I'd like to see WWE go back to simply doing 12 pay-per-views a month year and returning to names like Backlash, Judgment Day, No Mercy, Armageddon and so on, but it probably won't happen. I imagine they figure that hardcore fans will buy all three, average fans'll buy two and casuals might buy one. Either way it's more money for them. In theory.
EDIT: Bleh, year, not month.
(edited by ekedolphin on 2.9.10 1605) "Say, the next time you want to win your daughter back, you could just try giving her a pony, the apocalypse doesn’t really cut it!" --The Prince, Prince of Persia (2008)
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Don't most people who watch these shows just download them anyway? I mean, there are entire sites dedicated to assisting one in that pursuit (which of course I won't name), as there are for movies/tv/etc. I haven't seen a PPV I think would have been worth paying money for since probably the Night of Champions where Jeff beat Punk...I'm not encouraging the practice, mind, but me personally, I look at it like music in that I'm only paying for historical/huge event quality stuff.
Same for UFC. I just go to a bar to see it, I would never actually pay for it.
I always thought that it would be interesting to go to simply four pay-per-views a year, quarterly (obviously Wrestlemania, Summerslam, and two others).
This way you can really build up the events to be something special that will make people feel like they HAVE to go and pay to get them (as opposed to having it saturated with about 24 events a year (counting WWE and TNA).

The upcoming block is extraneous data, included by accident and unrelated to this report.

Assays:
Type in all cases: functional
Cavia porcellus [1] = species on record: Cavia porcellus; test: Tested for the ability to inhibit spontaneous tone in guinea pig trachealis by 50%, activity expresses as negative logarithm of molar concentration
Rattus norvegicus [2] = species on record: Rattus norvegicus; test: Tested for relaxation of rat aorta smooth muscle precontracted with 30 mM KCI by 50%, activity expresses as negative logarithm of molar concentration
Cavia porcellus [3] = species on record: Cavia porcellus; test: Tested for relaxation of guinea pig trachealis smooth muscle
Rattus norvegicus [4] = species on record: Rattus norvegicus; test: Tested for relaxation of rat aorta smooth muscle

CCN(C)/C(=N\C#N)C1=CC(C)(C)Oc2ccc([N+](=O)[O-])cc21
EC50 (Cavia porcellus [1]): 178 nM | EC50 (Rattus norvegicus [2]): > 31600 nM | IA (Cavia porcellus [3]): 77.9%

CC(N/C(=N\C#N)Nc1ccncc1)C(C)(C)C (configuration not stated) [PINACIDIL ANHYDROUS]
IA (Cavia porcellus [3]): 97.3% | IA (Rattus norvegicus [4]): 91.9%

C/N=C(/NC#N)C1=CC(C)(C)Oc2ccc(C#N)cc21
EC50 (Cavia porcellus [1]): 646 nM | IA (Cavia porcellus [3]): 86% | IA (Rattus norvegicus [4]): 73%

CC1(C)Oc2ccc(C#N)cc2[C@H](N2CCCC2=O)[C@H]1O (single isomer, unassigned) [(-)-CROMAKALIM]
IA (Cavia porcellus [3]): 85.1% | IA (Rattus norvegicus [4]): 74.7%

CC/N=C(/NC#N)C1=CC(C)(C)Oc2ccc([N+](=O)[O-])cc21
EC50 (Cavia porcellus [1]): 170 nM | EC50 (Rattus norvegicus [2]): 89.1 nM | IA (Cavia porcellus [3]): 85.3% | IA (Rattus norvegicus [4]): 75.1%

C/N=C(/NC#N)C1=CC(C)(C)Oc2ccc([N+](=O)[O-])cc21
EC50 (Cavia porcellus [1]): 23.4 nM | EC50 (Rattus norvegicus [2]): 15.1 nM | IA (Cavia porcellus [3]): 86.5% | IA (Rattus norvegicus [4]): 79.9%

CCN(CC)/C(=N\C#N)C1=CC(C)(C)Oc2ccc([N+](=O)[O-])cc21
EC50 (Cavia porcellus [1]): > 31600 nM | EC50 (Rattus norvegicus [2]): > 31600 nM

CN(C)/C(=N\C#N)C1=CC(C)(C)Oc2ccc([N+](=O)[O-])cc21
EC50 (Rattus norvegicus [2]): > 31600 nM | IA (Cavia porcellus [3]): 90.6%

With the quarterly pay-per-view method, you'd get the added bonus of actually having long title reigns once more, too.
That probably won't happen though but it's nice to think about!
WWE will never go back to the four-PPVs-per-year model. They make way, way more money from running 12-15 PPVs per year. Even a built-up, promoted PPV (so basically, a Wrestlemania) four times a year equals roughly 3.6 million buys. 12-15 PPVs per year equals about 900K buys for Wrestlemania, and the other 11-14 easily top 2.7 million buys overall.
Scott Steiner uses a move called the "Screwdriver", which basically starts as a normal vertical suplex, he then holds them there for a second and then falls on his butt, driving his opponents down with an inverted piledriver.